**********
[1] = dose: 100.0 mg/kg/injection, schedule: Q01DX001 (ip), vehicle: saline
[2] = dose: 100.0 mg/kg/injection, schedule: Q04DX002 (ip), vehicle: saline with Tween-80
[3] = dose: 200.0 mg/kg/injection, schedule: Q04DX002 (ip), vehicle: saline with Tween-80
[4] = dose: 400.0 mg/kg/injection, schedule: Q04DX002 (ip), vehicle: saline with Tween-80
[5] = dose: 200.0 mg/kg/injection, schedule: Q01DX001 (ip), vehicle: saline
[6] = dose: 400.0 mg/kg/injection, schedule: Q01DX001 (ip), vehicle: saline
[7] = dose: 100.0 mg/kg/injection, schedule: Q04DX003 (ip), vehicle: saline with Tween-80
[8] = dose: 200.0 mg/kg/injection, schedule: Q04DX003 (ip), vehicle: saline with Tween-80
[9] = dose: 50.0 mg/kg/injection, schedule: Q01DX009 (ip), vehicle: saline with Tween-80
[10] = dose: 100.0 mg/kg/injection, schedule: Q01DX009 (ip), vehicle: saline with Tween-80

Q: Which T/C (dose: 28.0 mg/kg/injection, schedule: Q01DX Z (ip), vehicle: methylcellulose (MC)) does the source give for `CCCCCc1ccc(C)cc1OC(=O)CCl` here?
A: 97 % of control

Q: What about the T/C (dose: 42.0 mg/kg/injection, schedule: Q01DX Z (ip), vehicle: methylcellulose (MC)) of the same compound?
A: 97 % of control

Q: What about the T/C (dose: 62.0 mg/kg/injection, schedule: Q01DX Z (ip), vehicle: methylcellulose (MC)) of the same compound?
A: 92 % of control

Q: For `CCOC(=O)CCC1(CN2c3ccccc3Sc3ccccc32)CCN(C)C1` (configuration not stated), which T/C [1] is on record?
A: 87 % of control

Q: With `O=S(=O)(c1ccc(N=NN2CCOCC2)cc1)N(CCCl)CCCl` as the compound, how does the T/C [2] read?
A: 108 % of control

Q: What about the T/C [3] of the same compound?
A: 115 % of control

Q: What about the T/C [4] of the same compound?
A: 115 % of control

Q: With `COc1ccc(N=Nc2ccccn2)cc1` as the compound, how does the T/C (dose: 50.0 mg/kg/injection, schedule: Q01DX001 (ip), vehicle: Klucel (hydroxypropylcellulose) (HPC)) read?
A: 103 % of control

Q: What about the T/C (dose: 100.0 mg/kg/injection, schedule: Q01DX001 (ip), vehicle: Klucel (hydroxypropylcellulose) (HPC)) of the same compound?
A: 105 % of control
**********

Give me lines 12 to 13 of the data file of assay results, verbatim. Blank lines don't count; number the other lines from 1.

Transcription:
A: 97 % of control

Q: What about the T/C (dose: 42.0 mg/kg/injection, schedule: Q01DX Z (ip), vehicle: methylcellulose (MC)) of the same compound?